The movie Magic Mike brought widespread Hollywood acclaim to male stripping.
However, it didn’t depict the entire truth of male strip clubs. Stripping, in fact, goes hand in hand with prostitution.
Dante, who identifies as heterosexual, stripped and ‘turned tricks’ at the largest male-only strip club in Toronto, Remington’s- Men of Steel, for four years.
So what is the reality of the male sex trade and stripping?
At the time, Dante was an undergraduate student at the University of Ottawa. He grew up in the city, had loving parents and pursued an education.
But by his second year of university, he had run into difficult financial circumstances and didn’t know what to do.
“I was 19 or 20. I knew somebody who was doing it and I needed money,” he says.
“I did it for two years, then I stopped, then I did it for another two years.”
Dante would fly to Toronto on Friday and work an evening shift, stay Saturday and work all night, and take the bus home to Ottawa on Sunday.
He rented a room at a bathhouse, a type of hotel where men go to have sex, for a strippers discount of $12 a night.
No one in Ottawa knew about the double life he was leading in Toronto, not even his family, and they didn’t questioned his regular travel or excessive spending.
For full sex, Dante was charging $300 for the first hour and $250 for every additional hour. Many of the club’s patrons were wealthy, married business men also leading double lives.
“Only a few of them weren’t turning tricks,” he says of the male strippers, “but the club is a way to get clients.”
“Per weekend, I’d average out about $1500-$1600. The best I ever did was $4000,” says Dante.
However, leading two lives, many male strippers and sex trade workers would turn to drugs.
“Clients would try to pay you with drugs, other strippers would say, ‘hey man, let’s go do some drugs.’ Cocaine, MDMA; it was everywhere,” he explains.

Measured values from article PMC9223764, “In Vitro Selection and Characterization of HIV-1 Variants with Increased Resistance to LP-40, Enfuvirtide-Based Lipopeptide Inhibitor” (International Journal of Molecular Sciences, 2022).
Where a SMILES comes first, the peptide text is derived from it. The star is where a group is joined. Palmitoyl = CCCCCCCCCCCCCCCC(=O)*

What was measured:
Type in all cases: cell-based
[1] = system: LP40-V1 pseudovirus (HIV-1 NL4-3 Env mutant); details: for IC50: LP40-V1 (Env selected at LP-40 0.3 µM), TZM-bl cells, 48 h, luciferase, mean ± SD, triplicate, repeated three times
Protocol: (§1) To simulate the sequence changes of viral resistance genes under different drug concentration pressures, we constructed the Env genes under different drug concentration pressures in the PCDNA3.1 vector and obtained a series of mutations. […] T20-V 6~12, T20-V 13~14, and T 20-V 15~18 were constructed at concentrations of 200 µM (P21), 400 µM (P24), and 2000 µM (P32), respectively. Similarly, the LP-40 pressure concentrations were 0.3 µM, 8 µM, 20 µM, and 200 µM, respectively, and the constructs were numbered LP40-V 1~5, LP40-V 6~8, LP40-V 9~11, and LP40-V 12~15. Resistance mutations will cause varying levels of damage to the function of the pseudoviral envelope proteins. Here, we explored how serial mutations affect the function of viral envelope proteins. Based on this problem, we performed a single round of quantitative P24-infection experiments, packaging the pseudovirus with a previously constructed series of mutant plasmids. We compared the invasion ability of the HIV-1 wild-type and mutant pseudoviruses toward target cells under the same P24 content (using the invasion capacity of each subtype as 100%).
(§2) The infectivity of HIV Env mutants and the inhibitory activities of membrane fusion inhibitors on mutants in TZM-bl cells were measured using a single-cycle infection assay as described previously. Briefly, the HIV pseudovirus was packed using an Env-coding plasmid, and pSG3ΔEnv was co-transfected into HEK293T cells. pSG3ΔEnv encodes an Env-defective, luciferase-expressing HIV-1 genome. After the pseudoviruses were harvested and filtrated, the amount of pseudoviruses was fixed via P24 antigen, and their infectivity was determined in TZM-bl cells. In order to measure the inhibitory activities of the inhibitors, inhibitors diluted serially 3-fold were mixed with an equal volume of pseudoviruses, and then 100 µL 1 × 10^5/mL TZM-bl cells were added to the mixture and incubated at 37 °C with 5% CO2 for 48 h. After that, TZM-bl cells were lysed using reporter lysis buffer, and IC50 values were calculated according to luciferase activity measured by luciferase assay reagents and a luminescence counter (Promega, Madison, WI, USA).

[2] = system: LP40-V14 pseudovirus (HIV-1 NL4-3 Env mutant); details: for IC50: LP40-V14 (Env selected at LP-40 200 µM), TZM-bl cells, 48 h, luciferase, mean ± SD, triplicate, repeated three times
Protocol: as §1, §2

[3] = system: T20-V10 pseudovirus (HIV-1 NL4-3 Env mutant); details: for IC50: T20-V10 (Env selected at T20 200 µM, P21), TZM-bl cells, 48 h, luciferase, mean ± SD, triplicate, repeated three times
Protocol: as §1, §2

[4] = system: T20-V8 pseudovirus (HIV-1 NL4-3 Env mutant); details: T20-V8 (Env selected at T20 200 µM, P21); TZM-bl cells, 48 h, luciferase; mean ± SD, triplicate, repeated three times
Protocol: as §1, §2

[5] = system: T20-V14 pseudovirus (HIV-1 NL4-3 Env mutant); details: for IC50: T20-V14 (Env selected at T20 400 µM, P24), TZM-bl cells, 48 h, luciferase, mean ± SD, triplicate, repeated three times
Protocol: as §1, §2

Dante was able to stay away from this thanks to his support network of family and friends back in Ottawa.
But similar to the female sex trade, the male one is a slippery slope. The money is lucrative, drugs are rampant and when you become isolated from normal society, things can get out of control, which eventually became the case for Dante.
“It became a downwards spiral,” he says, “I didn’t have anything else going on in my life, I was having some troubles with girlfriend and family and it was becoming too big a part of my life.”
The double life he was leading began to unravel.
“At one point, it was the beginning of my shift. It was on a Friday, I had just gotten to Toronto and I was just on my way up to start walking the floor, and I just lost my shit,” he says,” I started bawling my eyes out. I was just like ‘I can’t do it anymore.'”
“I went downstairs, got changed, went to go see the DJ and the manager, and I told them I just couldn’t hack it anymore and then I walked out.”
After leaving the sex trade, Dante had to readjust and rebuild his normal life with far less money. Inevitably, once again, financial instability rolled around.
“I spent two years getting my brain right and getting my shit together and then went back with a plan,” says Dante.
While working in the strip club and making so much money, Dante had bought a very expensive car. He soon realized after leaving the industry that he wasn’t able to make the payments.
“When I stopped dancing, I had to park it for a while because I couldn’t afford it,” he explains.
One day after he had gotten the car back on the road and was pulling into a gas station, he was hit by another driver. Luckily, there were no injuries, but the car was totalled.
“At that point, I had to buy a new car and I still owed money on that car,” he says.
“At that time I was riding high; I was mentally good, and when they told me that (the car was totalled) I was like, ‘alright, I’m ready to go back and make this happen,'” he says.
He worked one weekend to make the $2000 down payment and bought a $60 000 truck.
At that point, Dante was making $4000 to $7000 a month. He soon started saving money, investing it and started a business.
“I quit on my birthday two years later. It was like a closure thing, it wasn’t like running away this time,” he says. “I had set everything up for work and I was moving on to the next chapter in my life.”
Dante still faces the consequences of his former life. The long-term girlfriends who knew the truth have cited his past as the reason for ending the relationships; but his life is now far from what it once was.
“I mean it’s always there,” he says, “I know I could go back at any given time to survive if have to.”